Before we went into action, both my brother and I dined with the Divisional Commander. We both went into action together, but my transport, with a patrol screen of the 1st Middlesex, led the Division through the wood. and my twin was awarded the Military Cross.
On the 3rd November we assaulted. The Middlesex did great work with the Bayonet. in Hecq and on the edge of the forest there were rows of enemy dead piled behind fallen tree-trunks, bayoneted. In the road itself there were enormous craters which had been blown and immense obstacles formed by felled tree across the road. I sent forward my spare horses with traces and cleared the road head. then we came to the village of Locquignol. My band with its instruments was marching in the rear of the Battalion.
As we entered the main street of the village it was deserted. But the band struck up ‘La Marseillaise.’ Heads appeared at the windows, at first timidly and shyly, then old men, women, and children ran out into the streets. They must have been waiting for our advance for a woman ran out with a garland of flowers and placed it around my neck. I felt rather foolish, for they cheered and wept and kissed my old trench boots as I rode down the mains street. Then we passed on, still through the forest until we came to the line of the River Sambre. The Germans were sitting tight on the high ground on its eastern bank, after destroying the only bridge.
The report written by Capt F.C. Booth, V.C., D.C.M., commanding the leading Company of the Middlesex states:
“The advanced through Foret de Mormal during the early part of the 4th Instant had been very rapid and the Machine Gun Corps in this action had proved that their system of transport was so efficient that notwithstanding the fact that the Infantry had advanced almost as quickly as men could march, when the outpost line as checked and held up near the river bank, the Machine-Guns came into action immediately. It is doubtful whether, under the old system of fighting, the machine-guns with the Infantry Battalion, this could have been achieved… The whole of the Machine-Gun Battalion was in action on the enemy trenches early; and they kept up such an accurate fire that the infantry were able to choose their spot for building the bridge, and even to dump a large portion of the material required near the spot, that at dusk we were able to push our first bridge across the river which was unfordable, and establish a crossing….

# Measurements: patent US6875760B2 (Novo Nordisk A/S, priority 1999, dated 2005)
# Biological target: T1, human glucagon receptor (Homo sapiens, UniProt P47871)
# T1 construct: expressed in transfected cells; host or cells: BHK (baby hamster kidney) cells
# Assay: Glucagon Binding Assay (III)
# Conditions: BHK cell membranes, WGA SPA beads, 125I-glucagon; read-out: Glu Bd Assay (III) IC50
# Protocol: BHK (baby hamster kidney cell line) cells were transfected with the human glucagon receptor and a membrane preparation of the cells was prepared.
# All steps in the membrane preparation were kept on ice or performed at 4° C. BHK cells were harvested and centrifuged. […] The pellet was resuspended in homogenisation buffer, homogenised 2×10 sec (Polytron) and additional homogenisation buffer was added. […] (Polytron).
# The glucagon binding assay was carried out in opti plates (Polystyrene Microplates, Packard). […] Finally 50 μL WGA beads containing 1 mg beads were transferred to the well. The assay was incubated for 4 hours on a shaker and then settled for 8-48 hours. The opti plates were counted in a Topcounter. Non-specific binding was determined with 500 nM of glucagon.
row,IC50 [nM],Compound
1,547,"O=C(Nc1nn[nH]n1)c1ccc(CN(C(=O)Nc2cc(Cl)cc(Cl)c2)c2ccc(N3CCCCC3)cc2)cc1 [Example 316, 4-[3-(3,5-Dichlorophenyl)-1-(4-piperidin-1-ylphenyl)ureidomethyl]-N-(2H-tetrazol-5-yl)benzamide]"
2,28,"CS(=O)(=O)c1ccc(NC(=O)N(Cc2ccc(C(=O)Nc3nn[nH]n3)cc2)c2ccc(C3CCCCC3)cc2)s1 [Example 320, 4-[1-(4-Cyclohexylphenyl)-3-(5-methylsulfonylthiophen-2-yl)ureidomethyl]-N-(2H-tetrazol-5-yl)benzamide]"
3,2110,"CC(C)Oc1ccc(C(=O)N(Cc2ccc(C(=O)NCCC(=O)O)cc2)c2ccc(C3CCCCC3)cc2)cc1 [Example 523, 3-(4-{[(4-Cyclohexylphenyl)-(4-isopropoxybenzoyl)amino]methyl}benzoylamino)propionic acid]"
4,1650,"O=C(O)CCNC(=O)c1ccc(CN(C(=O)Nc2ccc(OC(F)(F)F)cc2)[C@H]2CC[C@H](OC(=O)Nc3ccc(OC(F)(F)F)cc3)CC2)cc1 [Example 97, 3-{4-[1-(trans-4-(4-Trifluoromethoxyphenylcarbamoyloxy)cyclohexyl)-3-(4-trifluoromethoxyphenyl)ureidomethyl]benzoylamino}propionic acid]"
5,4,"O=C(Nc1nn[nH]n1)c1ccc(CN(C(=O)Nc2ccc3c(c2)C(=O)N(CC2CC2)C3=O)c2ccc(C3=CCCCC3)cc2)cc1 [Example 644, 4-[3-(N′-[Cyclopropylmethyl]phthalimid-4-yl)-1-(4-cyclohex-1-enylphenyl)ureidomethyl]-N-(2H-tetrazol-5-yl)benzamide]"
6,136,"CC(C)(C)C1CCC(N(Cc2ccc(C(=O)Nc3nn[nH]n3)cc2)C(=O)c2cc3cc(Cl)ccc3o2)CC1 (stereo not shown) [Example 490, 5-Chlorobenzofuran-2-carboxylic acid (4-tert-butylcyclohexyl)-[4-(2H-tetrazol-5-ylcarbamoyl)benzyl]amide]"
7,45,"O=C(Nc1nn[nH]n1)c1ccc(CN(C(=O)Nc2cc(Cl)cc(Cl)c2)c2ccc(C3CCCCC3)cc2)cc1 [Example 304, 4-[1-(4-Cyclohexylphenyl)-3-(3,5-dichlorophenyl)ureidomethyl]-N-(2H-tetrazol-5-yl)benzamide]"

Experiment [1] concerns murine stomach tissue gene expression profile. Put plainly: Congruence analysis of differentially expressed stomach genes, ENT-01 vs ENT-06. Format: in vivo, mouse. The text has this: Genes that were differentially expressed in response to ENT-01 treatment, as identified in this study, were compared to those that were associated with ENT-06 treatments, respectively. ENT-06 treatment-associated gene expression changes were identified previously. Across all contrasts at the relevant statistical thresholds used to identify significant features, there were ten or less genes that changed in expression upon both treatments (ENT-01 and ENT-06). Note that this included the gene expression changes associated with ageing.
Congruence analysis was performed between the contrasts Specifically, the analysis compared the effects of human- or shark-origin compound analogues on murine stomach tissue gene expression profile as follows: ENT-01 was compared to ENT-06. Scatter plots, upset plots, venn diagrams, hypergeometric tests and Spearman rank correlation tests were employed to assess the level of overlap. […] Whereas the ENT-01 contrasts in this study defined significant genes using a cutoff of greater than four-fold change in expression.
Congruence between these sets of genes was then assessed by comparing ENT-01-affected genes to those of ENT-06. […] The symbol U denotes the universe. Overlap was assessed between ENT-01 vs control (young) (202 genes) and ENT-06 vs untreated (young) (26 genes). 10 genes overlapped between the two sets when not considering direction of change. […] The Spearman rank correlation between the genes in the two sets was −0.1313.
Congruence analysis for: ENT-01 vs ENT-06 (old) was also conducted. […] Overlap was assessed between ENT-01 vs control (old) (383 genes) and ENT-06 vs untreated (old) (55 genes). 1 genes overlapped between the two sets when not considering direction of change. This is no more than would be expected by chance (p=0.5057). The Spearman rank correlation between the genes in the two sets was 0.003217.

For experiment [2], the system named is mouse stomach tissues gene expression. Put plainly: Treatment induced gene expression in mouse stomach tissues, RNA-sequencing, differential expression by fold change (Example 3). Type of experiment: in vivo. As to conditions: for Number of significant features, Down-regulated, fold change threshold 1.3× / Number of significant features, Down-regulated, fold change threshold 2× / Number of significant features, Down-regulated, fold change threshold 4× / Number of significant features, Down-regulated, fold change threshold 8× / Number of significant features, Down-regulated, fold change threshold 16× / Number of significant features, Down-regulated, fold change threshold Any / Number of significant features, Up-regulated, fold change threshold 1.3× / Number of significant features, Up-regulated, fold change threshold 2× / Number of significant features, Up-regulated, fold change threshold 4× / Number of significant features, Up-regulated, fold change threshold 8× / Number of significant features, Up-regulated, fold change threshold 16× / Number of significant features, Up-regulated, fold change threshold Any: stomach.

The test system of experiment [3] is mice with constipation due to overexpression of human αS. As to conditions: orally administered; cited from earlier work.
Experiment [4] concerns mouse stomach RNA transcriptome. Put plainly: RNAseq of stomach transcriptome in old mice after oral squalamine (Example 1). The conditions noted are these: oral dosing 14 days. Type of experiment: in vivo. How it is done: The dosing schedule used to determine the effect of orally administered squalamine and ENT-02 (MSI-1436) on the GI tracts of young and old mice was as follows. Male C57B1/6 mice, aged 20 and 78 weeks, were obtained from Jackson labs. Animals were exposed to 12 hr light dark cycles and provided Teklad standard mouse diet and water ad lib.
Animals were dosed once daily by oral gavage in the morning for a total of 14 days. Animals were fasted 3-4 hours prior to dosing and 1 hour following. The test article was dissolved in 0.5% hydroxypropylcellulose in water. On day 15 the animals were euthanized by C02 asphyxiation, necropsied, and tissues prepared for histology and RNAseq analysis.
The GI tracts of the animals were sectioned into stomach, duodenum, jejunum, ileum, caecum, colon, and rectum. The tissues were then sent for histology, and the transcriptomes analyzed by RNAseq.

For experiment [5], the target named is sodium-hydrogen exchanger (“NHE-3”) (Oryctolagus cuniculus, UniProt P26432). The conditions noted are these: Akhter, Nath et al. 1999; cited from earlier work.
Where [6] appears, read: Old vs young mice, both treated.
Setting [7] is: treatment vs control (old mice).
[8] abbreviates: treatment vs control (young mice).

The action was a great success and casualties were practically nil. The 33rd battalion Machine Gun Corps worked splendidly throughout these operations, thoroughly upholding the traditions of the British Army and adding another glorious victory to their splendid record, Their Commanding Officer should be a very proud man.”
And he was.”
His twin was none other than Graham Seton Hutchison, D.S.O. M.C., known by others as the “Mad Major”.
Also whilst Legh Hutchison was serving with the 33rd Battalion M.G.C., his twin had become Major and Commanding Officer of the battalion, who was a bit of a tactical genius in the way of combat, in 1917 he convinced his commanding officer to group all the machine gunners, who were at the time spread between four brigades, into a single company under his command, a scheme which was soon rolled out across the British Army resulting in the Machine Gun Corps becoming its own independent branch of the army.
He was also well known for his strong opposition to retreat and recounted a story of how in March 1918 he shot all but two of a group of 40 British soldiers fleeing from the German Army.
This led to the award of the Distinguished Service Order and Military Cross, followed by the composer Kenneth J. Alford, one of the finest composers of Marches for Band to compose the “The Mad Major” as a tribute to him.